A ranger comes around to first-come, first-served campgrounds multiple times a day to register campers and take payment. You can also pay at an entrance station after you’ve moved into a site. We only accept debit and credit card payments for campsites. You do not need to seek out a ranger to pay. It is our job to charge you for the campsite.What are my chances of getting a first-come, first-serve site on the weekend?
First-come, first-serve campsites are highly competitive on holidays, most weekends, and the springtime. They are full nearly every weekend from Sept-May and most weeknights during our busy spring season from mid-February to April. On the weekends, they are typically full by Friday afternoon. The earlier you arrive in a week, the better your chance of securing a site. To avoid disappointment, reserve a site at recreation.gov.
How many tents will fit in my site?
For reservation-only campsites, please check the campsite information on recreation.gov before you book. Not all campsites can accommodate the maximum number of people and tents. For first-come, first-served campgrounds, up to six people and three tents (if they fit) are allowed. If site capacity is exceeded, extra guests will be asked to leave or the site may be forfeited.
Can I sleep in my vehicle?
You are welcome to sleep in your vehicle at a lawfully occupied, designated campsite. It is illegal to sleep in your vehicle outside of campgrounds e.g., trailheads, dirt roads, parking lots, roadsides, etcetera.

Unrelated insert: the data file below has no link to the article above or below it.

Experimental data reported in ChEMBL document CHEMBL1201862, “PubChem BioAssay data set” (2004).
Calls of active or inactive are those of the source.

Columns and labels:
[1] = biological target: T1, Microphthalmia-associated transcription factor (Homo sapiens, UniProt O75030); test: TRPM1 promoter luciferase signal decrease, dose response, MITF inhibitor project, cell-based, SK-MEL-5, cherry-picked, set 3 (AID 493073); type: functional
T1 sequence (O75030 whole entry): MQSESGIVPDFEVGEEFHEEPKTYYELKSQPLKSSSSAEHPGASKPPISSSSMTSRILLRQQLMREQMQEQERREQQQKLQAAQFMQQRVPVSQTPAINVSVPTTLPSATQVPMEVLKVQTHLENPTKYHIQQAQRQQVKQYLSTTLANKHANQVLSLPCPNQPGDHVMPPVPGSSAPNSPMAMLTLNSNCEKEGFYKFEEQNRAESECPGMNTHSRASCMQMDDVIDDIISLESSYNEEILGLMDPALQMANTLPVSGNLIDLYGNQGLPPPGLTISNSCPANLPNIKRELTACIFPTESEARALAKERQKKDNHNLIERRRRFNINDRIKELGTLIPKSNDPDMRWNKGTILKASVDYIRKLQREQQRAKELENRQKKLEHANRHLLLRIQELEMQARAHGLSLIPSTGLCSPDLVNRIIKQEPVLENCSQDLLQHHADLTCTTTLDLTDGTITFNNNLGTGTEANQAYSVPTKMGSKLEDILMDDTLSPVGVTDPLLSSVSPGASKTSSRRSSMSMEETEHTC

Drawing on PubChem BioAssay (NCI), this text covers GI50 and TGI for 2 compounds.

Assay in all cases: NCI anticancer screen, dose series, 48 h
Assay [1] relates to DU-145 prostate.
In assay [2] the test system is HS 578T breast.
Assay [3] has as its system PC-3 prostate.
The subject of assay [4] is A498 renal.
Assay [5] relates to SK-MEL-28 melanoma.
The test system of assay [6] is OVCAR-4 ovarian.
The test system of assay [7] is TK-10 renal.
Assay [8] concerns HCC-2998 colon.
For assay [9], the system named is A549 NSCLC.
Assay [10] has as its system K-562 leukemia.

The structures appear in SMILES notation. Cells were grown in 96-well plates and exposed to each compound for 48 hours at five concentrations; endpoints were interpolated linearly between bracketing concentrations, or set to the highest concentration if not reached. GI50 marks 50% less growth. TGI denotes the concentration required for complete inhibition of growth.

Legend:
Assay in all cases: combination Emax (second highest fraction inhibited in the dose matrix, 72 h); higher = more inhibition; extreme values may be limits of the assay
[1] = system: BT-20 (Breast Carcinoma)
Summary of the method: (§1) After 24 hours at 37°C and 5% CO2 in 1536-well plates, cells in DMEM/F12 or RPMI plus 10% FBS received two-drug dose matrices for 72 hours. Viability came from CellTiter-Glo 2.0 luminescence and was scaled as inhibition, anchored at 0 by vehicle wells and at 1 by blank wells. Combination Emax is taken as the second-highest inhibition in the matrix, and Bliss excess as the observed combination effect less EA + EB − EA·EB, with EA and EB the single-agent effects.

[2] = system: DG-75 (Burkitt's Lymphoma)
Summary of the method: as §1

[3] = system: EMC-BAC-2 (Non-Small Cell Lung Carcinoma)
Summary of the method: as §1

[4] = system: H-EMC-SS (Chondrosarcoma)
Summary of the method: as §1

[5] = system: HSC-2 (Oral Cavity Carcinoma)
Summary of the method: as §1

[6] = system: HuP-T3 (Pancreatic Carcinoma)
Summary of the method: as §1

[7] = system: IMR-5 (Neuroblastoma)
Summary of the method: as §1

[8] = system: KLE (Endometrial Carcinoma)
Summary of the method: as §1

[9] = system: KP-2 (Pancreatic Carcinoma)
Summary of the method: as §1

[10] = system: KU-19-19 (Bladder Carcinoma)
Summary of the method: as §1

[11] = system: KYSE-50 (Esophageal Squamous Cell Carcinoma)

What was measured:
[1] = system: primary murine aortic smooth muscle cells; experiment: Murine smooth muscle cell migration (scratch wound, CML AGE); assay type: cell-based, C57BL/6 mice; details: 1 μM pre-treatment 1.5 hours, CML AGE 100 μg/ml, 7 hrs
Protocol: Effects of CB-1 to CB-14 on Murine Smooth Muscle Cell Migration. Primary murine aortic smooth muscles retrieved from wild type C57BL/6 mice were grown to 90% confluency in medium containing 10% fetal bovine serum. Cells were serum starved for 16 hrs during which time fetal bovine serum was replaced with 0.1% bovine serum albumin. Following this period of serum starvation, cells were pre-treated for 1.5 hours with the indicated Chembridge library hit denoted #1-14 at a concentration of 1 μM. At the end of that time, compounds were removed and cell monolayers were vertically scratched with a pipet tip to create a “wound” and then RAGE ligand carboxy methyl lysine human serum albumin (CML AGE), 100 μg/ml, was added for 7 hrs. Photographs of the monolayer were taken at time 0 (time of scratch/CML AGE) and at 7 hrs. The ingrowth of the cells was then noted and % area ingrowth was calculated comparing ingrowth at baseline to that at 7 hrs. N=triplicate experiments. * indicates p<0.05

If my campsite only allows 1 or 2 vehicles, can I bring an extra and squeeze it in?
No. You are only allowed to bring the stated number of allowed vehicles listed in the campsite information on recreation.gov. It’s typically two and sometimes one. For first-come, first-serve sites, it’s a two-vehicle limit if they fit. The stated vehicle limit is based on available parking space. If exceeding this limit, it typically leads to illegal parking, obstructing the roadway, and vegetation damage. If you bring an extra vehicle, you will be asked to move it. This applies to group sites too; do not exceed the vehicle limit.
If I have more vehicles than my campsite allows, where can I park the extra vehicle(s)?
There is no overflow parking in the national park. For extra vehicles, seek parking outside of the park and carpool in.
Does a trailer or camper count as a vehicle?